Name: Keiunta Denard Span (Goes by Denard)
DOB: February 27, 1984
From: Born in Washington D.C., but grew up in Tampa Bay, FL.
Position: Center Field
Batting Order: Typically leadoff (But that is under much scrutiny these days)
With the Nats Since: 2013. Acquired in a Trade from the Minnesota Twins.
Who is this guy?: If you really don’t know the first thing about Spanning, you might want to check out our 2013 player preview.
What Happened in 2013: Quickly a fan favorite (certainly in this household anyway), Span fit in with the Nat’s talent level and personalities. Span had a very strong April, but like the Nats as a whole, Span’s fast start screeched to a halt. From May – July, Span couldn’t quite find his footing or his timing. June averages plummeted: an OBP of .279 and a BAA of .235 (down from .349 and .276 in April).
Then Span finally got cooking again, went on a 29 game hitting streak, and ended the season strong with his OBP rebounding back to a solid .333 and a BA of .303 (his highest of the season).
Even with spotty batting, Span provided excellent defensive coverage in center field. He finishes second in Fangraphs defensive rankings amongst all center fielders with a healthy 12.4 rating. As the only starting outfielder to play throughout the year, his opportunities to help the team added up including some particularly beautiful highlights. Span catches routinely what others have to dive for, so when Span is diving and catching a ball he’s one of only a few people in MLB that ever had a chance at catching it in the first place.
What’s Expected in 2014: The defense was the biggest factor in his 3.5 fWAR from 2013-enough to rank as a solid to good player, but the Nats need more from Span’s bat in 2014. His second half .302/.337/.413 would probably be serviceable enough over a whole year-but it might not satiate fans prone to believe he can’t hit. Span proved that he is a strong centerfielder and can get on base-he just needs to do that all year. He’s still really fast too. He stole 20 bases and lead the league with 11 (11!) triples. I’m not ready to write him off as the worst batter on the team, like some are. He’s fast. He can get on base. He can still be the leadoff man for the Nats.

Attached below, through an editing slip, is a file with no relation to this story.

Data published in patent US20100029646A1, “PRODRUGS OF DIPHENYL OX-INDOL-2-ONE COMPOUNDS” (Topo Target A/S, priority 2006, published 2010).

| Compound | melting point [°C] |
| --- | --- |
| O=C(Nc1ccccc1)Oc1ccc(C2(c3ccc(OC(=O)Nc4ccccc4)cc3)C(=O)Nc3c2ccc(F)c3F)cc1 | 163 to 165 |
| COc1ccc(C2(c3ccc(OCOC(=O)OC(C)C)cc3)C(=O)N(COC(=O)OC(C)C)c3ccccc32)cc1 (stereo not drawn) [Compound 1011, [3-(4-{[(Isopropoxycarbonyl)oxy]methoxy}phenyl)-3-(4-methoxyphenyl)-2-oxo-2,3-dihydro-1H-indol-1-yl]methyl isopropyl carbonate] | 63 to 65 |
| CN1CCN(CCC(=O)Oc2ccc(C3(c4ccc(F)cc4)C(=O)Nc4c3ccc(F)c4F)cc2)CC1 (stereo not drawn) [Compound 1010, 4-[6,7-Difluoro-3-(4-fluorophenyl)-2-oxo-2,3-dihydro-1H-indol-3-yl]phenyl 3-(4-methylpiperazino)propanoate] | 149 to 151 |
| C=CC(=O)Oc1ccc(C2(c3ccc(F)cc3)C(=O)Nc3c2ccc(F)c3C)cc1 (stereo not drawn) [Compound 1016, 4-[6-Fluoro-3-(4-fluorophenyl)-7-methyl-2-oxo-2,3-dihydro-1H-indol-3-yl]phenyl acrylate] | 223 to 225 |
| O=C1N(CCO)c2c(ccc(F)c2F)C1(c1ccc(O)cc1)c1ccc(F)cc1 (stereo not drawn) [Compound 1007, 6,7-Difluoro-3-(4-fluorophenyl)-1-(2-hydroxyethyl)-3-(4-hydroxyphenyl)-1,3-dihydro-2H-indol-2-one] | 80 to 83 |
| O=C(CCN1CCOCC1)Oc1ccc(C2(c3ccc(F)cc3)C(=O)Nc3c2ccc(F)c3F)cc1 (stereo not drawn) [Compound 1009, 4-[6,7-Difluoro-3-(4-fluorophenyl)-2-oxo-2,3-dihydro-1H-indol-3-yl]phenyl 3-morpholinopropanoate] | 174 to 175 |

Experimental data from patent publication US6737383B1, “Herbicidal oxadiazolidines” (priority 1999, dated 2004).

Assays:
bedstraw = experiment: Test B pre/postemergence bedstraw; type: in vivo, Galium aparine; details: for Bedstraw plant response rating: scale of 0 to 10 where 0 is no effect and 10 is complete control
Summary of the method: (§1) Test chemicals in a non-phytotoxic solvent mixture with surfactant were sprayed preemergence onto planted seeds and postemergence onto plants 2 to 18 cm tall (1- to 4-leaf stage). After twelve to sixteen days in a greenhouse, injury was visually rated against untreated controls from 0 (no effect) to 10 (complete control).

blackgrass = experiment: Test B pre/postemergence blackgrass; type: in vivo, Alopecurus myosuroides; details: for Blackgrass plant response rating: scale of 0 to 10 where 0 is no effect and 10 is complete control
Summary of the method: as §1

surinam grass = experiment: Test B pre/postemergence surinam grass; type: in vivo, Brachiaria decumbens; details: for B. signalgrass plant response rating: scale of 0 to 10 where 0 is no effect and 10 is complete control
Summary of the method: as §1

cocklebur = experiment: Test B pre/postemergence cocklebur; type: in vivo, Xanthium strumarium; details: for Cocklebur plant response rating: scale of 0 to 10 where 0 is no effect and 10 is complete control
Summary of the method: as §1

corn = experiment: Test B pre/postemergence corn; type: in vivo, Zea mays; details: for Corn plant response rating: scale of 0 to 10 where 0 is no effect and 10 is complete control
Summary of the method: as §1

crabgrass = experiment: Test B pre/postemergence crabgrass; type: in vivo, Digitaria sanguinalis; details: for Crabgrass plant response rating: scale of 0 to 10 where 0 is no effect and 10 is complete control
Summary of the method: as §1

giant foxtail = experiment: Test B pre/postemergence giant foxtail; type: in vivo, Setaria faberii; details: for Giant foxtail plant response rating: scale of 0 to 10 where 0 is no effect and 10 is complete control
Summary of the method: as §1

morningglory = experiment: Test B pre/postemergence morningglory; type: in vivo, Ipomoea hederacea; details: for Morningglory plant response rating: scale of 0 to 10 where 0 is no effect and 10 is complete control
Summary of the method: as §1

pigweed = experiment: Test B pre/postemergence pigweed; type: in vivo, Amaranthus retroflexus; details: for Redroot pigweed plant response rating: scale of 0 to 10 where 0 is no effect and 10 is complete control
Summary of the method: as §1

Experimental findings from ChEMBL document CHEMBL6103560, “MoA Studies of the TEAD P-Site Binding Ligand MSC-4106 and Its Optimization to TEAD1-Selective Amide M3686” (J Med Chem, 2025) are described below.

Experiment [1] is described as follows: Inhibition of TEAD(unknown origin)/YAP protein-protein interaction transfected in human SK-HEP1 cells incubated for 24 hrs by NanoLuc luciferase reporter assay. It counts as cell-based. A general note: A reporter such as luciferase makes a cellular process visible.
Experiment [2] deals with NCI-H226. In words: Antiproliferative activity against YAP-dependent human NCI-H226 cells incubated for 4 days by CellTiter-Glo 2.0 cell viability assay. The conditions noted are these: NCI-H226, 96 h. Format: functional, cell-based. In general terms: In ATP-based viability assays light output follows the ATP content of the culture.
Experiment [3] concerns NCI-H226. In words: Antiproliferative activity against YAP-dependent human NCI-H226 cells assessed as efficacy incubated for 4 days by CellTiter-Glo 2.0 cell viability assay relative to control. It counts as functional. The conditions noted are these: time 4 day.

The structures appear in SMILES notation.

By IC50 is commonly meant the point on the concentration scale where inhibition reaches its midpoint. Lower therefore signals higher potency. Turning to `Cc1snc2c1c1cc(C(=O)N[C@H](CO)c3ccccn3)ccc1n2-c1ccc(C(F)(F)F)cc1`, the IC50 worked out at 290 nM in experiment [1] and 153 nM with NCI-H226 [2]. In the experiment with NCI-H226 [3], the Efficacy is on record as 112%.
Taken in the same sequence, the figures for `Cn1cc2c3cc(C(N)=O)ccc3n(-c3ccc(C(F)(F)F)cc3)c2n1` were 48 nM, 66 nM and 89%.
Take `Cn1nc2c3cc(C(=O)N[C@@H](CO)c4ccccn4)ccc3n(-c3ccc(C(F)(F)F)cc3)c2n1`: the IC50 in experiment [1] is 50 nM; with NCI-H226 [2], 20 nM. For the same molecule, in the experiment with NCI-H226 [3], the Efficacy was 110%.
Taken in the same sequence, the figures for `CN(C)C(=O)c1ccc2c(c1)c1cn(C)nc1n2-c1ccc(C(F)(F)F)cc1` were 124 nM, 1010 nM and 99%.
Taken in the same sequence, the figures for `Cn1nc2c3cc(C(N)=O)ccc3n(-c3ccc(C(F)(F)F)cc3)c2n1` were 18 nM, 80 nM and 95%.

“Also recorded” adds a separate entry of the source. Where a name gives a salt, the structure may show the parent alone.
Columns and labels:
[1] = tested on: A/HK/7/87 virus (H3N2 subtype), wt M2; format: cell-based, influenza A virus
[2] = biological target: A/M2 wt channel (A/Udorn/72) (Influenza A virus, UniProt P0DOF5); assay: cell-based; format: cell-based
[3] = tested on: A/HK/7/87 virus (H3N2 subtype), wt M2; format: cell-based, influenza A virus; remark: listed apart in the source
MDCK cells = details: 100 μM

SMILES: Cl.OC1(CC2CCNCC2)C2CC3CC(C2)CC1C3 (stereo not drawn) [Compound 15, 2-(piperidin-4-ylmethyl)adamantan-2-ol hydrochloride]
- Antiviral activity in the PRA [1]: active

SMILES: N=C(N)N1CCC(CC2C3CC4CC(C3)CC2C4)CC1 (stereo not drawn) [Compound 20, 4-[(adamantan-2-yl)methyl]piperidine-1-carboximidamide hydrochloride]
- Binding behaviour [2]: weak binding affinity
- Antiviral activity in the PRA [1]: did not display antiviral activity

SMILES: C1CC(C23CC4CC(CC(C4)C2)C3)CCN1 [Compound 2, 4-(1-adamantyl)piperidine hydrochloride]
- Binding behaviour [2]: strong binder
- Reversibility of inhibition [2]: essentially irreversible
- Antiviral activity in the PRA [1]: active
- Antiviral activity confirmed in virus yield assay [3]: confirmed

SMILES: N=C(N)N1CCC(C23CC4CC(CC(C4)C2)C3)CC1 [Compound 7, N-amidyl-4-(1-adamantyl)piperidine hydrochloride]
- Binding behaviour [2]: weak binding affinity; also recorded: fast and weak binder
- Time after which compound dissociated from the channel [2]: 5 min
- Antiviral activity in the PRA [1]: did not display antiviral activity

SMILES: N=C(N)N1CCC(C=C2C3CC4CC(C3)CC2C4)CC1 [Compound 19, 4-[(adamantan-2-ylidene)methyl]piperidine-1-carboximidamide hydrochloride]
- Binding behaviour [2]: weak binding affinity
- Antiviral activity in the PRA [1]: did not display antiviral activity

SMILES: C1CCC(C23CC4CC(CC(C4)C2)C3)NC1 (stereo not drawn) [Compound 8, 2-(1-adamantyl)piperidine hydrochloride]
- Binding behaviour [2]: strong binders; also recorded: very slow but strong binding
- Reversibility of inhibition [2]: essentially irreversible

Looking at the 2014 season, the Nats need Span to be more consistent. In his position as lead off man (which despite Court’s protests to the contrary, is going to happen), it is crucial that Span gets on base to allow the big hitters (Harper, Zimm, Werth, etc.) to convert hits to runs.
If It All Goes Right?: Spanning isn’t just in the outfield, but describes stealing the 90 feet between first and second (meaning Span is both getting into scoring position and getting on base-an improvement over last year. He got most, if not all, of his slumping out last year and puts up seasons like he did with the Twins when he first joined the league. Other players get better pitches because he’s on base, and other teams continue to get fly balls eaten up by the fleet footed Span. The Nats score more runs, give up fewer, and win more games than last year.
If It All Goes Wrong?: More of the 2013 season redone. Inconsistent play at the plate leads to lots of innings (and games) starting with one out and no one on base. Span’s job is to be the run that scores; the go ahead run. The Nats need him to get on base to have a better year than last. If he can’t, it will hurt the team and Court will get his wish to push him down in the lineup (if not off the team completely). It all starts at the top. It all starts with Span.